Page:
Newsletter – July 2020

By 23rd July 2020 July 25th, 2020 Newsletters

Tip of the Month

Yesterday there was a mountain rescue call-out to rescue a badly injured climber at a sports climbing venue in the Peak District. The climber appears to have been caught out by something which seems highly unlikely when one talks about it, but in reality it is one of the most common causes of sports climbing accidents. This month’s tip is simple and will make sure it doesn’t happen to you.

After completing a sports climb, the climber is lowered back to the ground by the belayer. If the route was 25 metres high, then 2 x 25 metres of rope is needed for this (ignoring for a moment the additional amount or rope required for the tying-in knot). If 50 metres is required but the rope is only 40 metres long, then the belayer will run out of rope when the climber is still 10 metres from the ground. The end of the rope will pass through the belay device and the climber will plummet to the floor.

How on earth can this sort of silly mistake happen, you may ask? Surely it’s obvious. Sadly, it’s all too common and the circumstances that lead to it happening are many and varied but a common one is bringing the wrong rope or climbing with someone else’s rope. People do forget to allow for the tie-in knot, too.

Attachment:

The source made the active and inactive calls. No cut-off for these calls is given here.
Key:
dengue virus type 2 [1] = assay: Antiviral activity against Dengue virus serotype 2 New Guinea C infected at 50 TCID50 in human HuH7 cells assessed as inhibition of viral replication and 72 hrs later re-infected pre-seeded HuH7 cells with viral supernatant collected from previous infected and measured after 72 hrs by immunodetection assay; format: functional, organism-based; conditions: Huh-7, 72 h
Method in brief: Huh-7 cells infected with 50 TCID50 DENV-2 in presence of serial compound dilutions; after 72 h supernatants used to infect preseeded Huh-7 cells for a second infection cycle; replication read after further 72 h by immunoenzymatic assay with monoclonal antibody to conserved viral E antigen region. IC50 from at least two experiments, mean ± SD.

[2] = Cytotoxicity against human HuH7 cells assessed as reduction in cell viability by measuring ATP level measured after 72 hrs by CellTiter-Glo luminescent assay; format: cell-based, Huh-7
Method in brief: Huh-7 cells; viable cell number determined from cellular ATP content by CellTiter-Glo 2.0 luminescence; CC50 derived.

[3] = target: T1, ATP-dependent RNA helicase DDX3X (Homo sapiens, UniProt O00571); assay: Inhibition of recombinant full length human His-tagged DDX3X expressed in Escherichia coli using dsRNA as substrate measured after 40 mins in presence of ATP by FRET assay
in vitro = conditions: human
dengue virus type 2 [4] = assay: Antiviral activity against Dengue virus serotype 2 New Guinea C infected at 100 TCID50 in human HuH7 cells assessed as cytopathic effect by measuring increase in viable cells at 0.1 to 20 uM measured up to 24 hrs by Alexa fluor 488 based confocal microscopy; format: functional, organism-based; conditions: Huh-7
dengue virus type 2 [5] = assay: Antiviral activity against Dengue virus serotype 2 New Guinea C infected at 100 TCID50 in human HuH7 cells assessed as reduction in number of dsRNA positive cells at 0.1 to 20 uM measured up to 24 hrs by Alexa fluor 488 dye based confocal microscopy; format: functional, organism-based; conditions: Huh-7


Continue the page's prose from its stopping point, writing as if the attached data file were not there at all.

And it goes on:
The simple tip to save your life is this. Always, always, always tie a knot in the bottom end of the rope when sports climbing. Make it a drill that you do every time (not just when you think you might need it) and include it in your buddy checks.

Fact of the Month

Practising map reading and navigation is believed to reduce the chances of getting dementia and Alzheimer’s Disease later in life. You can read why in this article with tips for map reading and navigation.

Route of the Month

Since lockdown lifted, I have been doing a lot more local climbing than I would typically do in a normal year. This has led me back to one of my favourite Yorkshire Gritstone routes, Overhanging Groove (HVS 5a,***) at Almscliff. It’s steep, but hardly overhanging except for the capping at the top.

Photo of the Month

An unusual view of the Yorkshire Three Peaks, with all three of them in view. This is not taken from anywhere on the Challenge route, however. Left to right are Ingleborough, Whernside and Pen-y-Ghent.

The Yorkshire Three Peaks, will all three peaks visible - Ingleborough, Whernside and Pen y Ghent© thesummitisoptional

Forthcoming Events

These are some of the scheduled events coming up in the near future, lockdown permitting:

  • July-September – availability for rock climbing, scrambling and navigation courses in north England. This is now working well in a very controlled manner.
  • July – recommencing Support and Development Programmes

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Newsletter 2020 07

…or see last month’s:-

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